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Jones v. Duch

December 20, 2007

EVA JONES, PLAINTIFF-APPELLANT,
v.
PETER DUCH, DEFENDANT-RESPONDENT.



On appeal from Superior Court of New Jersey, Chancery Division, Family Part, Monmouth County, Docket No. FM-13-570-00.

Per curiam.

NOT FOR PUBLICATION WITHOUT THE APPROVAL OF THE APPELLATE DIVISION

Argued October 31, 2007

Before Judges Lisa and Lihotz.

Plaintiff Eva Jones appeals from a May 17, 2006 Family Part post-judgment order that denied her request to convert an award of rehabilitative alimony to an award of permanent alimony, and granted the defendant's application that she pay $2,000 towards his counsel fees and costs. We affirm.

After the parties' almost thirteen-year marriage, they separated on July 31, 1999. Initially, plaintiff filed a complaint for separate maintenance, but later both parties filed actions for divorce. They successfully resolved the equitable distribution of the marital assets, custody of their two children, and their respective rights of parenting time. The remaining disputes were the subject of a bench trial.

Following the twenty-day trial, Judge Kapalko rendered a fifty-eight page written opinion on March 3, 2003. The principal issues included "the amount and duration of alimony to be awarded to plaintiff, if any, the amount of child support . . . the adjustment of pendente lite alimony retroactively, if appropriate, and the contribution of the parties to the other's counsel fees and costs." Relevant to our review is the trial court's determination regarding alimony.

Judge Kapalko analyzed the financial needs of plaintiff and calculated that "the plaintiff would require a total of $140,007 net income to meet solely her annual needs, inclusive of mortgage costs . . . ." The trial judge calculated defendant's annual needs to be $143,000. However, we determined this was a clerical error and defendant's calculated annual needs also totaled $140,007. Jones v. Duch, A-5996-04 (App. Div. Feb. 8, 2005) (slip op. at 4).

Prior to trial plaintiff, who is a medical doctor specializing in obstetrics and gynecology, was "earning in excess of $213,000 in net business income[,] before taxes[,] through her practice." The trial judge reviewed plaintiff's business gross receipts and the reported profit for the years 1997 to 2001. The documents evidenced that the gross receipts reported in 2000 had increased from the level realized in 1999. The trial judge labeled 1999 as the "high-water mark year," of plaintiff's earnings. In contrast, he labeled 2001 as "an aberrant year." The gross business income for 2001 was $481,575, from which plaintiff received $143,000 gross or $110,000 net, along with $23,592 from other perquisites from employment. The court stated that "the transient medical problems of the plaintiff were the primary cause of this downturn [in 2001] and are not likely to be repeated or to continue for the long term."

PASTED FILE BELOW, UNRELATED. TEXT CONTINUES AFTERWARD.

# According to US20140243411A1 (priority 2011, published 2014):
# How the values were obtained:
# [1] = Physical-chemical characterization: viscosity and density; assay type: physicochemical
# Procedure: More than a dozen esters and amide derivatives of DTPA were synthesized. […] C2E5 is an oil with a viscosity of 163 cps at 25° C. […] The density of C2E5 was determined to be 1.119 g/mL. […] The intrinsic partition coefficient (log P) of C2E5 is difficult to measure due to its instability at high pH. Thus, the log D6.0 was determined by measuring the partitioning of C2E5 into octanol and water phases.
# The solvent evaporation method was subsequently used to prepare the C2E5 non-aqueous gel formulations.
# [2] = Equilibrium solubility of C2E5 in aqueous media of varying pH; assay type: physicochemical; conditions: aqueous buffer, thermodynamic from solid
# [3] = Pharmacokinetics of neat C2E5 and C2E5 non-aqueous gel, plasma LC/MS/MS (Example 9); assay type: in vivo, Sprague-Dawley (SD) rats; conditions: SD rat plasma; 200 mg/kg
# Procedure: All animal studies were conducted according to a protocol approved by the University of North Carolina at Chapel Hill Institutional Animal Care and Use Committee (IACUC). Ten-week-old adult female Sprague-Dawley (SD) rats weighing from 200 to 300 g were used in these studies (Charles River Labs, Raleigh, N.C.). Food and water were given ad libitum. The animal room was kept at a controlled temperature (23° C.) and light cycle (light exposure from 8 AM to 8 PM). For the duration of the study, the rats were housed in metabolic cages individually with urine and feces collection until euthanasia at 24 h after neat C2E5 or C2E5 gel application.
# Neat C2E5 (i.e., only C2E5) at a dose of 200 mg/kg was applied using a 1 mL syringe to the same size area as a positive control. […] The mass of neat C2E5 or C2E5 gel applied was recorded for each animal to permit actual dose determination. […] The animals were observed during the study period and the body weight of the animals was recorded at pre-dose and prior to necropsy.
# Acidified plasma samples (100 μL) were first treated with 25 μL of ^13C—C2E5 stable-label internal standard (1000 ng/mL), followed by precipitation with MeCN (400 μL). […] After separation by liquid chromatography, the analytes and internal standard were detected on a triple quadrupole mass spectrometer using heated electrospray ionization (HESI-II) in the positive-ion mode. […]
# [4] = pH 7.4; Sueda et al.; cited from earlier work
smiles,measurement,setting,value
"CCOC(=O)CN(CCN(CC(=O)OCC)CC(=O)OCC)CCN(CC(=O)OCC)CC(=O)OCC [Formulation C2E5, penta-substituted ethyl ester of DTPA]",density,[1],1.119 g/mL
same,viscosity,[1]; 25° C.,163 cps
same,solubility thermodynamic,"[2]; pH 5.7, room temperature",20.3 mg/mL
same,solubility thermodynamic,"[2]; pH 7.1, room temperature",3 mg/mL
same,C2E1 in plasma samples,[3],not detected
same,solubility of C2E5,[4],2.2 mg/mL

Defendant, too, is a medical doctor specializing in cardiology. Prior to trial, defendant had commenced a new business association after being terminated from a prior position. As a result, the court estimated defendant's annual gross income, including perquisites of employment, to be $240,000.

In his analysis, Judge Kapalko also weighed the impact on plaintiff's earning ability following a spiral fracture of her leg, suffered when she slipped on ice in January 2001. For a little more than two months, she worked with her leg in a cast, confined to a wheelchair. It was later discovered that plaintiff had "three compressed nerves and a damaged tendon," which were surgically repaired on June 19, 2002. Plaintiff's injury and her subsequent recovery affected her ability to accept new patients. Consequently, her business income declined.

Based on his findings that the parties were "capable of generating sufficient income to meet their respective long term needs without the assistance of permanent alimony," Judge Kapalko concluded: "permanent alimony under the criteria of 'need' and 'the ability to pay' [was] not warranted." After assessing the remaining statutory factors found in N.J.S.A. 2A:34-23, he found that "for the very short term there will [be] disparity in income between the parties." The trial court reasoned that plaintiff's income would remain depressed during the approximately one-year period of recovery from her injury. Using that time-frame, Judge Kapalko fixed the period of rehabilitative alimony. He ordered defendant to pay plaintiff $535 per month, nontaxable rehabilitative alimony for twelve months. Defendant began the payments on November 1, 2002, and they ended on October 31, 2003.

Plaintiff states she filed a motion to convert the rehabilitative alimony award to a permanent award in 2003. Because plaintiff's appeal was pending, a different motion judge declined to consider the application because the trial court lacked jurisdiction. We affirmed the trial court's decision in all respects in an unreported opinion.

Plaintiff again moved to convert "the award of rehabilitative alimony to an award of permanent alimony" and other relief in April 2006. In her supporting certification, plaintiff explained that despite her "best efforts, [her] business has not rehabilitated as expected by the court" and she was unable to meet her monthly expenses and maintain the marital standard of living. Plaintiff separately filed a Case Information Statement (CIS) and attached her 2003 and 2004 individual income tax returns, which recorded gross business receipts as $544,697 and $513,861, respectively. She did not have the final 2005 information from her medical practice, but stated her 2005 gross business income had dipped to $284,927, resulting in ...


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